# Differentiating function that contains y and x?

• May 8th 2011, 06:54 PM
RezMan
Differentiating function that contains y and x?
hey guys can you help me with this problem.

Given that x^2 + x – y^2 = 0

a) find dy/dx.

is it this:
$\frac{2x+1}{2y} = \frac{dy}{dx}$

b) Find dy/dt at x = 5 if dx/dt = 2/3

what do I do here?

is it:
$\frac{dy}{dt} =\frac{dy}{dx} *\frac{dx}{dt}$
$\frac{dy}{dt} = \frac{2(5)+1}{2y} = \frac{dy}{dx} * \frac{2}{3}$?
$\frac{11}{3y} = \frac{dy}{dt}$
• May 8th 2011, 07:30 PM
TheChaz
Quote:

Originally Posted by RezMan
hey guys can you help me with this problem.

Given that x^2 + x – y^2 = 0

a) find dy/dx.

is it this:
$\frac{2x+1}{2y} = \frac{dy}{dx}$

b) Find dy/dt at x = 5 if dx/dt = 2/3

what do I do here?

is it:
$\frac{dy}{dt} =\frac{dy}{dx} *\frac{dx}{dt}$
$\frac{dy}{dt} = \frac{2(5)+1}{2y} = \frac{dy}{dx} * \frac{2}{3}$?
$\frac{11}{3y} = \frac{dy}{dt}$

It's called "implicit differentiation".
Basically, you can navigate through this if you always use the chain rule, and remember that dx/dx = 1 (= x', when differentiating w.r.t. x)

So for
x^2 + x – y^2 = 0
(x^2)' + (x)' - (y^2)' = 0
2x*x' + 1*x' -2y*y' = 0
2x + 1 - 2y*y' = 0
2x + 1 = 2y*y'
(2x + 1)/2y = y'
• May 8th 2011, 07:57 PM
RezMan
Thankyou.

so what do I do for the second part?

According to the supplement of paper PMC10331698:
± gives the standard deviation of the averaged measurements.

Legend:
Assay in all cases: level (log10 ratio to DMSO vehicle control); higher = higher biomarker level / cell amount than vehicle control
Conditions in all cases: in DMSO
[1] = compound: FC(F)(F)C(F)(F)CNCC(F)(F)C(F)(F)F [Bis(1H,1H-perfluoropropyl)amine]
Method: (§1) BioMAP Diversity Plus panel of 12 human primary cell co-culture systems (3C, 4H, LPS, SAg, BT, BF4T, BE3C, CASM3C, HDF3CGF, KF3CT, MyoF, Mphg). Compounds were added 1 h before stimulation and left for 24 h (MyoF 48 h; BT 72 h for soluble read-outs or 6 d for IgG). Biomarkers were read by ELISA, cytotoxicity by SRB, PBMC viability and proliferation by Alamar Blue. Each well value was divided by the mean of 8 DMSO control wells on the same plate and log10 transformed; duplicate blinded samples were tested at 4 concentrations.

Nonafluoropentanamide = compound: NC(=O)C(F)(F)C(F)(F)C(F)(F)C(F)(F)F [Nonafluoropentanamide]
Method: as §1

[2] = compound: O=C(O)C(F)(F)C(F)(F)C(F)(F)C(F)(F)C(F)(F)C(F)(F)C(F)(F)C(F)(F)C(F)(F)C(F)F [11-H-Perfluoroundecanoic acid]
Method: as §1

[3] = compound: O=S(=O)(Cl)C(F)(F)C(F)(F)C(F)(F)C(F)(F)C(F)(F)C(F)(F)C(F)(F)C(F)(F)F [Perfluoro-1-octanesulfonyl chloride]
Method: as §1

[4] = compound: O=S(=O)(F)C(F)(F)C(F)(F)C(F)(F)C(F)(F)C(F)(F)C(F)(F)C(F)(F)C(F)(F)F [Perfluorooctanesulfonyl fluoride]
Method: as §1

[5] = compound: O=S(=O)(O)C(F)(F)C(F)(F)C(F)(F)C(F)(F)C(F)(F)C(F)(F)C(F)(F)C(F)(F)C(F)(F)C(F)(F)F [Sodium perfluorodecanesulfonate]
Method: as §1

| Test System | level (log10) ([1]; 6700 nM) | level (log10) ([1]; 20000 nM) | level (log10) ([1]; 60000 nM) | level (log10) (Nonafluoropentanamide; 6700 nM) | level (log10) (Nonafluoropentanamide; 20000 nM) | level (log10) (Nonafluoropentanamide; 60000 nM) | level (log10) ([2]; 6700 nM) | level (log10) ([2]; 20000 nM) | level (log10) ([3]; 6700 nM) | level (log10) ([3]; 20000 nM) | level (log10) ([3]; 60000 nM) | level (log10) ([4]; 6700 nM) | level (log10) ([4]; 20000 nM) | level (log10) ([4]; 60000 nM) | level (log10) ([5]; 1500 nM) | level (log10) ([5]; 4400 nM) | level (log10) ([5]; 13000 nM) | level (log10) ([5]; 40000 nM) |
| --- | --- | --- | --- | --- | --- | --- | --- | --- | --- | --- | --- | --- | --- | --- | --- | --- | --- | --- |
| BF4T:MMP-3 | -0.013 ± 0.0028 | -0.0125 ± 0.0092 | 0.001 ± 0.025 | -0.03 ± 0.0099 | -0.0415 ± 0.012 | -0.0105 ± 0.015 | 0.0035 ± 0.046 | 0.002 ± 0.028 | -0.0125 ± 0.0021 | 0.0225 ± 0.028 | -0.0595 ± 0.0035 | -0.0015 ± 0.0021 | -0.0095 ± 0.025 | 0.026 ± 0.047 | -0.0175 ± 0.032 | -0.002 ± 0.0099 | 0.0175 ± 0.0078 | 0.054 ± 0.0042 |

• May 8th 2011, 08:07 PM
TheChaz
It's like the first way, but x' = dx/dt (NOT 1!) and y' = dy/dt
(First, you'll want to put x = 5 into the original equation and solve for y)

x^2 + x – y^2 = 0
(x^2)' + (x)' - (y^2)' = 0
2x*x' + 1*x' -2y*y' = 0
Then use the given values of x' = dx/dt = 2/3, x = 5, y = (whatever you found it to be above) and solve for y' = dy/dt

And I'm sticking with "whatsoever ye do, whether in word or deed..."

edit...
Oh, yeah, I guess you could work from your result in part (a). That would make some sense!
• May 8th 2011, 08:26 PM
RezMan
does this frankenstien monster look like it:

$2x(\frac{2}{3})+1(\frac{2}{3})-2\sqrt{30}(\frac{2x+1}{2y})$

yes?
• May 8th 2011, 08:50 PM
RezMan
so would you say this is correct 11/3y=dy/dt
• May 8th 2011, 08:58 PM
TheChaz
Quote:

Originally Posted by RezMan
so would you say this is correct 11/3y=dy/dt

Where y = +/-√30
If you're going this route, you can forego the steps I suggested in post #4.
If you needed to find dy/dt from scratch, you would take the steps in post #4! ;)
• May 8th 2011, 09:06 PM
RezMan
okay cool. I think I've been able to put this to rest lol